At the beginning of our trip, I was convinced it was not to be...the signs seemed contrary to our having a smooth journey. We were turned away from the Port Angeles ferry (we hadn't made reservations) and had to re-route to Sidney.
Upon boarding the Sidney ferry, the gentleman who was directing traffic forgot, for a moment, that he was motioning our vehicle forward and looked elsewhere. We hit the car ahead of us. Bang!
To add insult to injury, the man held his hand up towards us, after the accident had occurred, and said....This means stop!... then disappeared. It would have been helpful if he had given us the Stop sign, before we hit the car! There was no damage, other than to rattle Gray and I just a little more. We had not eaten, as I had forgotten the scones, and we were a little growly. Life was beginning to seem more than a little unfair.
But we ate...with each bite our sense of adventure re-awakened. We were far behind in our schedule now. It seemed time to relax into the journey that awaited us.
But the border crossing was less than pleasant. We were not welcomed into the US...rather the inspector used obvious tactics to find out if we were who we said we were...going as far as telling us our names didn't sound Scottish or German. So what, I thought, we're Canadian, at any rate. But eventually, when he tired of the cat and mouse game he was playing, he let us through. And that was a blessing.
I have heard of hassles far worse than the little one we had. How different from years ago, when there were smiles on the faces of the border guards. How sad it was to feel like a potential criminal, when it was just a holiday.
But we kept our balance, working hard at communicating our desires, as we travelled through Seattle and Tacoma. Rain started to fall in increasing torrents. Road pictures became impossible to take; hence I have used these photos from later in the trip.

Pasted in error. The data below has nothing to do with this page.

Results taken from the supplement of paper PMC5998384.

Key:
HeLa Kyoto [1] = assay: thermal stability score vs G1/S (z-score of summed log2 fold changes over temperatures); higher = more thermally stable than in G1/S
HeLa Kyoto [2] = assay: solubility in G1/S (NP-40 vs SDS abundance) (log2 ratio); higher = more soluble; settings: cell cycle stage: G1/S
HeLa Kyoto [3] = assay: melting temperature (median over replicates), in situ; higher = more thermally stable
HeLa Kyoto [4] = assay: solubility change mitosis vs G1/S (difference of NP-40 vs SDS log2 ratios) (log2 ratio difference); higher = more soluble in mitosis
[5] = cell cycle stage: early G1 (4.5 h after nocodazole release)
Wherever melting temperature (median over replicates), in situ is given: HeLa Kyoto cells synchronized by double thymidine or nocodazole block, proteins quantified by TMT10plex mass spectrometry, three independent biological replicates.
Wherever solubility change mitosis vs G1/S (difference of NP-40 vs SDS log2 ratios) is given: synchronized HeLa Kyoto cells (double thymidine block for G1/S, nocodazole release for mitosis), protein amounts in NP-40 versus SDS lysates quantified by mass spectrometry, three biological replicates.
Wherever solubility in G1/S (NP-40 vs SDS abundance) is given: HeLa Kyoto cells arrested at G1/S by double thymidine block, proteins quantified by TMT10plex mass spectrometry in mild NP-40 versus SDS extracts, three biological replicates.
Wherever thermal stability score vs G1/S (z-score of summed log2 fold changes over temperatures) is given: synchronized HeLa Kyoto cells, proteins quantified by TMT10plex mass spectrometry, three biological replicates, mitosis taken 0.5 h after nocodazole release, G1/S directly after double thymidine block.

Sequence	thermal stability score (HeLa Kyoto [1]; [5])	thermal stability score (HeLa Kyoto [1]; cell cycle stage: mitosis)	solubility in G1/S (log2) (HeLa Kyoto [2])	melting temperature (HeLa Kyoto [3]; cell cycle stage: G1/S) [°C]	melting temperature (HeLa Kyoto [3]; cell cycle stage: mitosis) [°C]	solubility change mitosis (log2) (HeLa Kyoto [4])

We took an exit into Olympia and found the Spar Restaurant that Jerr introduced us to, way back when. We found a hotel, one of dozens close to the Parkway. Things were going well. Food under our belts once again gave us energy to haul our bags, this time in pouring, pelting Rain, the first Rain we had felt for a long time...to our room.
The bed felt as if it were a slab of iron. It was and still is, the hardest bed I have ever had the misfortune to sleep on. But full of good food and great spirits, we laughed and asked ourselves...how bad could it be? We had both slept on the ground, on carpets and bathtubs.
We forgot how many years ago that was.
As we tossed and turned, trying to find a comfortable spot, we finally started to giggle...giggles which turned into uncontrollable laughter. We rehashed the day, finding the humour in it. From the Port Angeles ferry worker, who didn't like the colour of our car, the Sidney ferry worker who directed us into the backside of the vehicle in front of us, the duty free employee who told us we could take as much merchandise into the US as we wanted ( a lie, given to two innocents), to the border guard who insulted our heritage and made us feel unwanted...and now to the iron bed...all of it was dissected. Laughter took the frustration away.
We slept, a little. A hot shower took most of the aches and pains away, and we were ready to face a new day.
A new day and the highway...we faced a full four or five hours of driving to get to Jerr and Melissa's home, where the wedding was being held. We shopped a bit, made sure we ate on time, having learned our lesson of not eating properly the day before, and beat the Rain.
Rain, which had not fallen in months, was creating havoc on I-5, slowing traffic and creating accidents. One TV commentator mentioned that people had forgotten how to drive in the Rain; certainly it had been a long time. But the Rain was behind us. We hoped to get to our destination before the storm swallowed all of Washington, and we did.
Now it was time to join in the preparations for a wedding that might or might not occur in the pouring Rain.
Jerr and Melissa had worked hard to make their property, which lies in a Nature Conservatory, look well-groomed and beautiful. Jerr was still fighting moles, which insisted on building mountains on the lawn, in split seconds, it seemed. But the view of the Columbia River and the lake which the property lays beside, was without parallel. It was wonderful to be there...it always feels to me as if I have come home.
We had travelled a long way to join in the happiness these two friends so surely deserved. The next post will describe the events of the weekend wedding, where Gray and I joined with family and friends in celebrating an occasion that brought tears to my eyes, more than once.